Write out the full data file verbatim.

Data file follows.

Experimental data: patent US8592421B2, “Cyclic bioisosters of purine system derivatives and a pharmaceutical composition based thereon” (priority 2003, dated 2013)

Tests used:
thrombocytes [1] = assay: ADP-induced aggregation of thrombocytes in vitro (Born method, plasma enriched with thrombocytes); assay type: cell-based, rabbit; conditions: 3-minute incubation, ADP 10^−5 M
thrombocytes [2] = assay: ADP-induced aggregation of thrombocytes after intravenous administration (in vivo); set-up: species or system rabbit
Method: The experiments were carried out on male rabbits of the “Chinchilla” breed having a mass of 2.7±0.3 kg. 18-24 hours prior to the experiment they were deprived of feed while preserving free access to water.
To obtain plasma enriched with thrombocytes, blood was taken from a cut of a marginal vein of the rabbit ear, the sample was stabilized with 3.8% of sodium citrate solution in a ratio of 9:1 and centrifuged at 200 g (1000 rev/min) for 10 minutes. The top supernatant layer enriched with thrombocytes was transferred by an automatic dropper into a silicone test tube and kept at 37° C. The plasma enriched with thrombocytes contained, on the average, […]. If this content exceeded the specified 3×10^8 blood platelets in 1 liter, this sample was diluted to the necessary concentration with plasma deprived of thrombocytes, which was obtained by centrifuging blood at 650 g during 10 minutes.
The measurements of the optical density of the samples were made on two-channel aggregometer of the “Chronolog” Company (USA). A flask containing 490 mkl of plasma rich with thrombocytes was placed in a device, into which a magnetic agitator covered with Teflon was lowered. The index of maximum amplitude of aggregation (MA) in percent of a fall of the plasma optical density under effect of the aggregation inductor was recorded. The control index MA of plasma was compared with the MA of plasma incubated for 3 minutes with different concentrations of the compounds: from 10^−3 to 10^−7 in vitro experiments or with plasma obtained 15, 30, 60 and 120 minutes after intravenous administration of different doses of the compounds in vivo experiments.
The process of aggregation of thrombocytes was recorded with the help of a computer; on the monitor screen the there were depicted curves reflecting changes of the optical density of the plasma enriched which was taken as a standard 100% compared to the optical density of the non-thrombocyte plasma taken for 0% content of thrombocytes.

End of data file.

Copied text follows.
Experimental data: patent US8592421B2, “Cyclic bioisosters of purine system derivatives and a pharmaceutical composition based thereon” (priority 2003, dated 2013)

Tests used:
thrombocytes [1] = assay: ADP-induced aggregation of thrombocytes in vitro (Born method, plasma enriched with thrombocytes); assay type: cell-based, rabbit; conditions: 3-minute incubation, ADP 10^−5 M
thrombocytes [2] = assay: ADP-induced aggregation of thrombocytes after intravenous administration (in vivo); set-up: species or system rabbit
Method: The experiments were carried out on male rabbits of the “Chinchilla” breed having a mass of 2.7±0.3 kg. 18-24 hours prior to the experiment they were deprived of feed while preserving free access to water.
To obtain plasma enriched with thrombocytes, blood was taken from a cut of a marginal vein of the rabbit ear, the sample was stabilized with 3.8% of sodium citrate solution in a ratio of 9:1 and centrifuged at 200 g (1000 rev/min) for 10 minutes. The top supernatant layer enriched with thrombocytes was transferred by an automatic dropper into a silicone test tube and kept at 37° C. The plasma enriched with thrombocytes contained, on the average, […]. If this content exceeded the specified 3×10^8 blood platelets in 1 liter, this sample was diluted to the necessary concentration with plasma deprived of thrombocytes, which was obtained by centrifuging blood at 650 g during 10 minutes.
The measurements of the optical density of the samples were made on two-channel aggregometer of the “Chronolog” Company (USA). A flask containing 490 mkl of plasma rich with thrombocytes was placed in a device, into which a magnetic agitator covered with Teflon was lowered. The index of maximum amplitude of aggregation (MA) in percent of a fall of the plasma optical density under effect of the aggregation inductor was recorded. The control index MA of plasma was compared with the MA of plasma incubated for 3 minutes with different concentrations of the compounds: from 10^−3 to 10^−7 in vitro experiments or with plasma obtained 15, 30, 60 and 120 minutes after intravenous administration of different doses of the compounds in vivo experiments.
The process of aggregation of thrombocytes was recorded with the help of a computer; on the monitor screen the there were depicted curves reflecting changes of the optical density of the plasma enriched which was taken as a standard 100% compared to the optical density of the non-thrombocyte plasma taken for 0% content of thrombocytes.